I prefer to steer clear of accounting effects and go to the basics, such as capital spending, interest costs, G&A costs, royalties and other spending, versus revenues. I want to answer the question of whether a company will pay down some of the sunk costs, or will it accumulate more debt as a result of its operations? In this respect, EOG is looking a little bit shaky. Capital expenditures for the full year may come out to around $4.7 billion for 2015. Within this capital spending context, EOG production is declining. Revenues may come in at the under $9 billion range. and we should keep in mind that the average price of crude in 2015 was just under $50/barrel, while for 2016, we have recent forecasts in the $40/barrel or under range.
With operating costs, minus the $6.4 billion in impairments in the $7 billion range for the first nine months of 2015, it goes without saying that EOG will continue to be squeezed for as long as oil prices stay this low. Interest costs are not yet an issue at 3% of revenue, but costs are growing. As I pointed out many times before, once a company reaches the point where interest expenses will surpass 10% of revenue, it should be considered as a first sign of having to keep an eye on its long-term viability. I am not sure whether oil prices remaining low until 2018 or even beyond will cause EOG to cross that threshold, but I do believe that it will be forced to take on more debt as it will not be able to finance its operations from internal resources in the current oil & gas price environment.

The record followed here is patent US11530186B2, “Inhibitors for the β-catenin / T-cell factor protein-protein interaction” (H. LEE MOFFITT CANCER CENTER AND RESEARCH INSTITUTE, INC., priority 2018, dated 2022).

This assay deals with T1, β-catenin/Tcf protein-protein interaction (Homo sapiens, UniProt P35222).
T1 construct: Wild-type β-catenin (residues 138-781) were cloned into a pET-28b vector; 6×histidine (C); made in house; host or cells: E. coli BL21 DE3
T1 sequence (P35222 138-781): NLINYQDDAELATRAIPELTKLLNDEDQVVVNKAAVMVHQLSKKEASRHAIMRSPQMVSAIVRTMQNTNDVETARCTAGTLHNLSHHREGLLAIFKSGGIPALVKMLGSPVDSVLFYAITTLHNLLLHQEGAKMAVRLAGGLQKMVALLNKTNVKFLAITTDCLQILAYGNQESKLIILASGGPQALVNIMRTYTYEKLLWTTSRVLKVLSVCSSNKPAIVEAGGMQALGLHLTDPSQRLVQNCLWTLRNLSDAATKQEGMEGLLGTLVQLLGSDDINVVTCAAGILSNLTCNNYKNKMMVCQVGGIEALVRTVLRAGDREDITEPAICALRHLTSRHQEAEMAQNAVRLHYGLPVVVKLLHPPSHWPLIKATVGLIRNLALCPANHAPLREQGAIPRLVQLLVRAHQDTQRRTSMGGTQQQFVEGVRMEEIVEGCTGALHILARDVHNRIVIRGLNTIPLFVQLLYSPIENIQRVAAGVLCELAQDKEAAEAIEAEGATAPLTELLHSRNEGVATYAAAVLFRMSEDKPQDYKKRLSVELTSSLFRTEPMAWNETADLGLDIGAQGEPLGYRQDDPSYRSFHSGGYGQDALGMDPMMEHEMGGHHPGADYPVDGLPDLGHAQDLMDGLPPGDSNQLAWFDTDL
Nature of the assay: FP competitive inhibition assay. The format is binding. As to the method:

To sum it up, I do see EOG emerging out of the current oil price downturn as one of the shale companies, which will undoubtedly be able to profit from the downfall of weaker competitors. Doing so will be essential for the company's future, because some of the acreage which helped make EOG a strong player in the shale industry is increasingly reaching saturation. It will therefore need to pick up the good plays which often can be found within the portfolio of struggling companies. EOG has the resources to do this and make it through the challenging times ahead. By the time it makes it through this period, it will no longer be the growth stock that many may expect and its financial situation will not be as solid as it is right now. The acreage it will take over from others, will most likely be partially exploited as well, and its current acreage is getting more and more saturated in the sweet areas, as I pointed out. But at least, it will be one of the companies left standing.
Disclosure: I/we have no positions in any stocks mentioned, and no plans to initiate any positions within the next 72 hours.
I wrote this article myself, and it expresses my own opinions. I am not receiving compensation for it (other than from Seeking Alpha). I have no business relationship with any company whose stock is mentioned in this article.